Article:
Entering the fourth year of Greg Schiano’s second tenure in Piscataway, the same question is still on the minds of most Rutgers fans. When will Rutgers have an even mildly successful offense?
If you ask my father, the answer is probably never, but in reality, it could be as soon as the next few weeks.
A new offensive coordinator, a more developed Gavin Wimsatt under center, and the potential breakout of Samuel Brown V are all big reasons for optimism as we approach the season. On the other hand, the offensive line looks like it very well could be the “same old Rutgers”.
To put it lightly, Gavin Wimsatt was underwhelming last season. He never pulled away from Evan Simon to earn the starting job and was beginning to look like he would never live up to the expectations he came in with. He completed just 44% of his passes and threw more picks than touchdowns under Sean Gleeson in 2022 but with a new offensive coordinator in Kirk Ciarrocca, the hope is that Wimsatt takes some major strides.
However, the only way that Rutgers’ perceived savior is going to find success this season, is if the offensive line improves exponentially. Last season, Rutgers’ sack rate was ranked 79th in the country and 9th in the Big Ten. If Wimsatt doesn’t have time to scan the field and find open receivers, then the Scarlet Knights are in for another season of a second-rate offense.
If the offensive line does in fact give Wimsatt some time to throw, Rutgers could be much improved. The Scarlet Knight brought in FCS All-American receiver Naseim Brantley as well as JaQuae Jackson, a D2 wideout who hauled in 13 touchdowns and almost 1,200 yards last season. Both of these guys look to be difference-makers for Kirk Ciarroca’s offense this fall and will be counted on to replace the production of Sean Ryan, Aron Cruickshank, and Shameen Jones.
On the ground, Rutgers features a community backfield headlined by true sophomore Samuel Brown V, someone that many have deemed to be the X-factor for the Scarlet Knights’ season. He’ll be joined by a trio of backs in Aaron Young, Kyle Monangai, and Al-Shadee Salaam, who have all shown flashes during their times at Rutgers. Young was a non-factor last season despite rushing for five touchdowns the year before, as Schiano turned instead to Monangai and Salaam to carry a bulk of the workload prior to Brown’s emergence. It’ll be interesting to see who steps up out of the Rutgers backfield alongside Brown this season.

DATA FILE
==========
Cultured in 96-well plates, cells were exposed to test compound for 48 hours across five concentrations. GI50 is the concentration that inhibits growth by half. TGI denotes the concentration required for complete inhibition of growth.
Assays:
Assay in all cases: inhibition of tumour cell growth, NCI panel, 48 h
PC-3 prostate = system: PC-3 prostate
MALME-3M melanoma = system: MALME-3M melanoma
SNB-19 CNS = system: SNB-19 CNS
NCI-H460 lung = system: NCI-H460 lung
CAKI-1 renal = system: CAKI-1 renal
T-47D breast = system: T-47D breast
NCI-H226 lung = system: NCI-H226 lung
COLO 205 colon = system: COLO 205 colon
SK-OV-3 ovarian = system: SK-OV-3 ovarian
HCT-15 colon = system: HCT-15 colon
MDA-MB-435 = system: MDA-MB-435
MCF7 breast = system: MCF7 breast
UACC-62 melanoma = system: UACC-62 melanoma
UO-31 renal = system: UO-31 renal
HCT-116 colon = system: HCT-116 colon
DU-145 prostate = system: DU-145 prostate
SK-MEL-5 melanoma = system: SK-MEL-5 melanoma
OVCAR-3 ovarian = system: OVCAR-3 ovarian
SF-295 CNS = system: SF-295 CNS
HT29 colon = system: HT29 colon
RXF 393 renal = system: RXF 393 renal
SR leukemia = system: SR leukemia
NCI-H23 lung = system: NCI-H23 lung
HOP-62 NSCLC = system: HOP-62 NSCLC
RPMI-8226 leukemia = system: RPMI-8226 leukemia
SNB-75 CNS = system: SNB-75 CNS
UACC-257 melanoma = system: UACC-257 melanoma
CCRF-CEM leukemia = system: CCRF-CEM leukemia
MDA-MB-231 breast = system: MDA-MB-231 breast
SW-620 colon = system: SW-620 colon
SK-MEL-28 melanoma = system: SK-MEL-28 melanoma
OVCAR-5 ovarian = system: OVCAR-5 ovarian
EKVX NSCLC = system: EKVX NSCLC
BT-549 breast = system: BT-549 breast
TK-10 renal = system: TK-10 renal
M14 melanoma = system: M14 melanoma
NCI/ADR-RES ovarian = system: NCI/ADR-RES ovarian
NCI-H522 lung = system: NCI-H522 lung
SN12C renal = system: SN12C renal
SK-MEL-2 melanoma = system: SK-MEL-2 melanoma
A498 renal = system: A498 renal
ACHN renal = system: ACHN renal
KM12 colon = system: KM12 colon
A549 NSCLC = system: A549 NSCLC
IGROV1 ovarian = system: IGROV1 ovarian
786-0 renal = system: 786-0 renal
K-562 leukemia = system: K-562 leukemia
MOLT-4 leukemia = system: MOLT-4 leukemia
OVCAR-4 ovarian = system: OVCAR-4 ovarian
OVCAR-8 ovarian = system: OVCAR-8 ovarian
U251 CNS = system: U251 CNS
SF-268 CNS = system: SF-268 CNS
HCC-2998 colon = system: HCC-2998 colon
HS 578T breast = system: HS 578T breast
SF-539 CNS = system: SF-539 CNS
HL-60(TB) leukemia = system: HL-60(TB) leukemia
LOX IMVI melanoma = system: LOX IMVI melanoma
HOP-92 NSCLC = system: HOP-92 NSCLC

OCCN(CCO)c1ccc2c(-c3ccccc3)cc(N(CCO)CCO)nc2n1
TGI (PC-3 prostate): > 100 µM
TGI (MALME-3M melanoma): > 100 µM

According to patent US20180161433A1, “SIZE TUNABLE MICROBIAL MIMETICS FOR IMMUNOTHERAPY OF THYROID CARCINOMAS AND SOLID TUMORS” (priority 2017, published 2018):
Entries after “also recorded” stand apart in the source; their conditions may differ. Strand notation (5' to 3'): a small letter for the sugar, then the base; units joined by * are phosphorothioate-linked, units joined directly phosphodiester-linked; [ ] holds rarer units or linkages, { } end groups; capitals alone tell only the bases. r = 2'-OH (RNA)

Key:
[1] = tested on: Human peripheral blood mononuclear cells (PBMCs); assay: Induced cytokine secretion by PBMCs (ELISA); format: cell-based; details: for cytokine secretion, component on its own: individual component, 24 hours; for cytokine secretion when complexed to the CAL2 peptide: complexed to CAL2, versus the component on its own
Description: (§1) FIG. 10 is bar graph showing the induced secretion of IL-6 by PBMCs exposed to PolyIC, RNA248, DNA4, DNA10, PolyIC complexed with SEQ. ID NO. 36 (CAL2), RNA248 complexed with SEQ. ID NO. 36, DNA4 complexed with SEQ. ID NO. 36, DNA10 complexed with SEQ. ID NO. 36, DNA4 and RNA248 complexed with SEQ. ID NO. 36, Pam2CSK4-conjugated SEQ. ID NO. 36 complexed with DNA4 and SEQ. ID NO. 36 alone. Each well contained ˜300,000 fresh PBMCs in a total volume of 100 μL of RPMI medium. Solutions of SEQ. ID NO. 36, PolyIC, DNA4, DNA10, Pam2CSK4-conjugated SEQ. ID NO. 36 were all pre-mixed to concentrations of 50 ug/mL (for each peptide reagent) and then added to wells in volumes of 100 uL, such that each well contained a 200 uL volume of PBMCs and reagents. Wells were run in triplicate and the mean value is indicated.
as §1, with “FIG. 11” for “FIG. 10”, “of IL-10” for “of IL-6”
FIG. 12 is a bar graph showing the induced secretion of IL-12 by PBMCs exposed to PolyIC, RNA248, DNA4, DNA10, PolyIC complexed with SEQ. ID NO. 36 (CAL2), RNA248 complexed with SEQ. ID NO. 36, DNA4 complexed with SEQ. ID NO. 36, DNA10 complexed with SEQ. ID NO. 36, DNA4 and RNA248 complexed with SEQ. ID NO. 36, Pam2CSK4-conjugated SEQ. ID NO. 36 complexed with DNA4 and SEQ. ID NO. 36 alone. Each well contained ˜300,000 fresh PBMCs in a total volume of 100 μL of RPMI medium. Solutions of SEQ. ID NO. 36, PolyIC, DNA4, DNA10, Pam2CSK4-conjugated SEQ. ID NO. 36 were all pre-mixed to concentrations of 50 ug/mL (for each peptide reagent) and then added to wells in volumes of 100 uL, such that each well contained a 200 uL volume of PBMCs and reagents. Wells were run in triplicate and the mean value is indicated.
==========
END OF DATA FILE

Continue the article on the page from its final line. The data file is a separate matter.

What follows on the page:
It’s no secret Greg Schiano likes to run a conservative offense, but if he wants to get back to a bowl game, he’s going to have to give the reigns to Ciarroca and let the offense open up. Back in the days of the old Big East, maybe Rutgers could pound down defenses till they gave in, but in the modern Big Ten, that just doesn’t work. You have to show some true explosiveness on offense if you want to win football games, something that the Scarlet Knights have failed to do over the last few seasons.
If you want to beat the likes of Michigan, Ohio State, and our rivals over in Happy Valley, you can’t score 14 points and hope your defense holds them to 13. Hell, you can’t even beat Northwestern if you can’t score. Rutgers boasts a bonafide Big Ten defense that should be amongst the better groups in the conference this season, but when they’re on the field for 100 plays a game and getting no help from the offense, it doesn’t matter how good they are, the Scarlet Knights can’t win. If they can show the ability to compete with other Big Ten offenses, they just might have a chance to go bowling this season.